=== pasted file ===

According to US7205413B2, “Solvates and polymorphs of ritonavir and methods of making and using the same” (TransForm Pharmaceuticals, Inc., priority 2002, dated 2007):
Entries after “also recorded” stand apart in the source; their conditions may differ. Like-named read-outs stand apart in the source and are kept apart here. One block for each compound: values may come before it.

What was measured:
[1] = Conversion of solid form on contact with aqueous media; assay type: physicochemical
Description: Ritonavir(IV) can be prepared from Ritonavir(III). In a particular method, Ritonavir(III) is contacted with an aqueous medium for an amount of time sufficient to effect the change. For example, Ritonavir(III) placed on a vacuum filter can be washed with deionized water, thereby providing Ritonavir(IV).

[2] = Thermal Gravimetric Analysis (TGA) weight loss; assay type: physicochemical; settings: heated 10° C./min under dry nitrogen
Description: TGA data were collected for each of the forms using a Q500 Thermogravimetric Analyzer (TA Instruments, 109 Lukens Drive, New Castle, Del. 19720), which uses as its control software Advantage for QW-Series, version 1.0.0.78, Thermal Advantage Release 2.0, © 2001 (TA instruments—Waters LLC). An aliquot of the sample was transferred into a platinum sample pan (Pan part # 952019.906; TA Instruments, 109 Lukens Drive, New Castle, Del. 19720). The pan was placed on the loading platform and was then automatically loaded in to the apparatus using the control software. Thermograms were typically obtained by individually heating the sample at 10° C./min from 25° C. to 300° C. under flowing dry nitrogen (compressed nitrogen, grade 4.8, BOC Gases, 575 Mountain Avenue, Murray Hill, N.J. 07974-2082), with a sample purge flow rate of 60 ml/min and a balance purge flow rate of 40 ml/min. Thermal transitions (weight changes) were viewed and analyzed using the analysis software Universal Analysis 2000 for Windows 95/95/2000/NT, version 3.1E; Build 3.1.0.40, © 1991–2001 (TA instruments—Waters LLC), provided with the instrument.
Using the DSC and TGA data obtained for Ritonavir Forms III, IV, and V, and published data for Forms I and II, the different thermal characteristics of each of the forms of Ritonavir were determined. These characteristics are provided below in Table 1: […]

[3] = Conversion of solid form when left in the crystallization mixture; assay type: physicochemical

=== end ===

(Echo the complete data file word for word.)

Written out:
According to US7205413B2, “Solvates and polymorphs of ritonavir and methods of making and using the same” (TransForm Pharmaceuticals, Inc., priority 2002, dated 2007):
Entries after “also recorded” stand apart in the source; their conditions may differ. Like-named read-outs stand apart in the source and are kept apart here. One block for each compound: values may come before it.

What was measured:
[1] = Conversion of solid form on contact with aqueous media; assay type: physicochemical
Description: Ritonavir(IV) can be prepared from Ritonavir(III). In a particular method, Ritonavir(III) is contacted with an aqueous medium for an amount of time sufficient to effect the change. For example, Ritonavir(III) placed on a vacuum filter can be washed with deionized water, thereby providing Ritonavir(IV).

[2] = Thermal Gravimetric Analysis (TGA) weight loss; assay type: physicochemical; settings: heated 10° C./min under dry nitrogen
Description: TGA data were collected for each of the forms using a Q500 Thermogravimetric Analyzer (TA Instruments, 109 Lukens Drive, New Castle, Del. 19720), which uses as its control software Advantage for QW-Series, version 1.0.0.78, Thermal Advantage Release 2.0, © 2001 (TA instruments—Waters LLC). An aliquot of the sample was transferred into a platinum sample pan (Pan part # 952019.906; TA Instruments, 109 Lukens Drive, New Castle, Del. 19720). The pan was placed on the loading platform and was then automatically loaded in to the apparatus using the control software. Thermograms were typically obtained by individually heating the sample at 10° C./min from 25° C. to 300° C. under flowing dry nitrogen (compressed nitrogen, grade 4.8, BOC Gases, 575 Mountain Avenue, Murray Hill, N.J. 07974-2082), with a sample purge flow rate of 60 ml/min and a balance purge flow rate of 40 ml/min. Thermal transitions (weight changes) were viewed and analyzed using the analysis software Universal Analysis 2000 for Windows 95/95/2000/NT, version 3.1E; Build 3.1.0.40, © 1991–2001 (TA instruments—Waters LLC), provided with the instrument.
Using the DSC and TGA data obtained for Ritonavir Forms III, IV, and V, and published data for Forms I and II, the different thermal characteristics of each of the forms of Ritonavir were determined. These characteristics are provided below in Table 1: […]

[3] = Conversion of solid form when left in the crystallization mixture; assay type: physicochemical